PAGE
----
WEST DES MOINES – The impending end of an internationally iconic clothing brand is leading to the closing of a local retail store, its owner said today.
Blue Willi’s, the nearly six-year-old West Glen Town Center store that bears the same name as the clothing label, will sell its entire inventory and close its doors as the 60-year-old Danish company that produces the women’s and men’s clothing sold in at least 27 countries goes out of business.
The store’s inventory sale opens to the public next Thursday. Blue Willi’s, 5515 Mills Civic Parkway, will be open 9:00 a.m. to 8:00 p.m. weekdays, 9:00 a.m. to 4:00 p.m. Saturday, and 11:00 a.m. to 3:00 p.m. Sunday during the sale.
“The economy in Europe is as tough as the economy here in the United States right now and that’s really unfortunate because Blue Willi’s is a phenomenal company with an incredible history,” said Tom Halsch, who co-owns the store with his wife Patti. “It’s a select group of companies that last 60 years and Blue Willi’s was in that group because the product is just that unique.”
Halsch has been a manufacturer’s representative for 35 years and has represented the Blue Willi’s representative in the Midwest for 18 years. As the brand’s U.S. following grew, the company began to open retail outlets, including one in the Des Moines market. When the owner of that store decided to close in December 2006, the Halsches stepped in.
“The manager still wanted to run it and the brand was still popular so that’s when I became a retail store owner,” Halsch said.
Halsch notes that unlike most other quitting business sales, this time the product itself will be gone for good. “The selection is limited and what’s in the store is what you can buy. They’re not making any more,” he said.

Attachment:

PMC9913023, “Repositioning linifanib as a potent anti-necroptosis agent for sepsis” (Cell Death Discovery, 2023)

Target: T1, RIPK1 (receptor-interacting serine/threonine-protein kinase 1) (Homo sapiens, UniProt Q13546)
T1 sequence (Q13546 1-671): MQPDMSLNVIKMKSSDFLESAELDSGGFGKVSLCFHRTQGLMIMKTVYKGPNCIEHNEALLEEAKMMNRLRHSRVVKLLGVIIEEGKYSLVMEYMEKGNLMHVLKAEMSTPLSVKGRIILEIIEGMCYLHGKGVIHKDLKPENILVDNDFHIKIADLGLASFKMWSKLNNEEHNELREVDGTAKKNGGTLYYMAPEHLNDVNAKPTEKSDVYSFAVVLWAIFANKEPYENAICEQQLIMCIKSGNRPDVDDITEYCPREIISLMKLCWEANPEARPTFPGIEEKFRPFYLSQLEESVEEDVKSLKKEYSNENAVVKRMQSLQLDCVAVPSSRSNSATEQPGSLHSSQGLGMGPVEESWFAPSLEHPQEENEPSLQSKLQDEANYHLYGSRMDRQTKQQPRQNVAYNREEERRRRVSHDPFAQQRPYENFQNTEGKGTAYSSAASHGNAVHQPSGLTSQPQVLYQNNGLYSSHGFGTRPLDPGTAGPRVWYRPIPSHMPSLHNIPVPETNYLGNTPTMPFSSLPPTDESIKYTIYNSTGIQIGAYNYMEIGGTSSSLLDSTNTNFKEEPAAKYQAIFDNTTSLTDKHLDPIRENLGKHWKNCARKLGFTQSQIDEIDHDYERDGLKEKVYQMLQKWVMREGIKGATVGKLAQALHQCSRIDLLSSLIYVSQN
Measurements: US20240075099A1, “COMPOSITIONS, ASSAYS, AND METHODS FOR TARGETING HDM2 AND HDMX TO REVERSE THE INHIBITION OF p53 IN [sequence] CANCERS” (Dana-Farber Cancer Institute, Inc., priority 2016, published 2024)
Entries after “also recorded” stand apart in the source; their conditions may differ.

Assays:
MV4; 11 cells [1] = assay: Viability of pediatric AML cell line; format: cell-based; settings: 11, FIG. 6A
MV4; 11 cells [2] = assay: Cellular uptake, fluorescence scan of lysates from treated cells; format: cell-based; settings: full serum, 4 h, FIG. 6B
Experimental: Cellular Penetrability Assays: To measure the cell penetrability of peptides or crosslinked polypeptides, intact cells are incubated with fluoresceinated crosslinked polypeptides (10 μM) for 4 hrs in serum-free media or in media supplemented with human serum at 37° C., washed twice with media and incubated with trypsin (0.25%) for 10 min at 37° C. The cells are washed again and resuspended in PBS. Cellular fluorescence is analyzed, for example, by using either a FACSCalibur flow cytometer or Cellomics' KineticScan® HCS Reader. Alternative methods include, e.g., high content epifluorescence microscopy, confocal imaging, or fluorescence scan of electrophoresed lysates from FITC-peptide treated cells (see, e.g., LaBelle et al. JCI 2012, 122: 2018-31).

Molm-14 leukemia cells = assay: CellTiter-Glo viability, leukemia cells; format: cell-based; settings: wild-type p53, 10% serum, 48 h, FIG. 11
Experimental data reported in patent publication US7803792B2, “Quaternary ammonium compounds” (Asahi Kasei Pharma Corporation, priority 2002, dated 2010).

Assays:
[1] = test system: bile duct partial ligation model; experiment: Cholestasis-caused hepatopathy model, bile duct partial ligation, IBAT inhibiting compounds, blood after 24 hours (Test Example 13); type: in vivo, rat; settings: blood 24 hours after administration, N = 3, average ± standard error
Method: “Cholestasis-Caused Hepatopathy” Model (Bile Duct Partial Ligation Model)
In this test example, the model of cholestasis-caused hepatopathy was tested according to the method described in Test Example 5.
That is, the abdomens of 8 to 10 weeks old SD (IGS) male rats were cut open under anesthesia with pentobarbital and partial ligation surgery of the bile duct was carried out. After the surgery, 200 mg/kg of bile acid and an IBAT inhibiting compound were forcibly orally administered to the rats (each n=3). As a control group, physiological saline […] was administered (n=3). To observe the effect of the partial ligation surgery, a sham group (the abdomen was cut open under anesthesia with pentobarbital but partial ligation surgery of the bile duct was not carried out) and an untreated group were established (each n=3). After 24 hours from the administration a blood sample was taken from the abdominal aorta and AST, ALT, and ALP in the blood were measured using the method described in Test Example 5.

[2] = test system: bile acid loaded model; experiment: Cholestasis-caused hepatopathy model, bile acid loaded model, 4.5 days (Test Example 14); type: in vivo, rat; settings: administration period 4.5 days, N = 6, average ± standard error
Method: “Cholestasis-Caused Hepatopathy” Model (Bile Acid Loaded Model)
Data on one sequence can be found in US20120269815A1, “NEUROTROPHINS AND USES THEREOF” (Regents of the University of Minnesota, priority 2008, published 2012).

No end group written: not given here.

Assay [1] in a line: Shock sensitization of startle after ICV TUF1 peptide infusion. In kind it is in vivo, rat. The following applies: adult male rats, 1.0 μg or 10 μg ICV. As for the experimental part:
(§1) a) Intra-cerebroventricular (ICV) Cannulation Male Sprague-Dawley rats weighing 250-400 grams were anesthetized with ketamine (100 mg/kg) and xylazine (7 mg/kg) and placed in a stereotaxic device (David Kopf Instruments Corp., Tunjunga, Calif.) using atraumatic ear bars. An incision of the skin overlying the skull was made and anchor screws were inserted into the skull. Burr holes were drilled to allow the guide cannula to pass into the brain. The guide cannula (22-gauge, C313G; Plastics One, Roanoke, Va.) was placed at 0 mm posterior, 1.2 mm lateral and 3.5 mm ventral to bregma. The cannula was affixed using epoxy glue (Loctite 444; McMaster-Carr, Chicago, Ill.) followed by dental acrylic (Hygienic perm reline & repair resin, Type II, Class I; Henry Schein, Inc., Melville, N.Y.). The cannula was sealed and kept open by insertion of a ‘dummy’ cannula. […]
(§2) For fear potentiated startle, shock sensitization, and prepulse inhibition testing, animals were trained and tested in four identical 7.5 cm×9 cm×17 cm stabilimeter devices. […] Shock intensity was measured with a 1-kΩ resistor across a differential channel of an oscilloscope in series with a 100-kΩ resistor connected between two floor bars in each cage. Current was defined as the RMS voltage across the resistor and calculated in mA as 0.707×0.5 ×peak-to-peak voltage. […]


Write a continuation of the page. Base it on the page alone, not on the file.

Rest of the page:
Blue Willi’s built its following by creating clothing with long-strand cotton in which special enzymes were used to seal the fibers and every inch of the materials were waxed before they were woven into garments. The garments are washed and dried several times during the assembly process, too, to enhance their strength and comfort.
“The clothes are very durable. We’ll have a women come into the store wearing a 12-year-old sweater and it almost looks like it just came off the rack,” he said.
The Halsches have traveled to Denmark and met with the company’s owners and designers. He met the company founder, Jens Marius Willi Thomassen, a number of times over the years.
Blue Willi’s remained a family business until 2009 when it was sold.
“On visits to the factory, it was always interesting to watch the computer guy design the garments because women who knit would say, ‘You really shouldn’t be able to do that. It would take seven different kinds of needles to complete that.’ That’s why the people who buy Blue Willi’s really appreciate it and come back. They really like the quality of it.”
He added, “Everyone at Blue Willi’s was so nice. When we’d go over there, the entire factory would stand outside waving goodbye until our bus was out of sight. They’d host us for dinner at their house. It’s like part of your family is dying.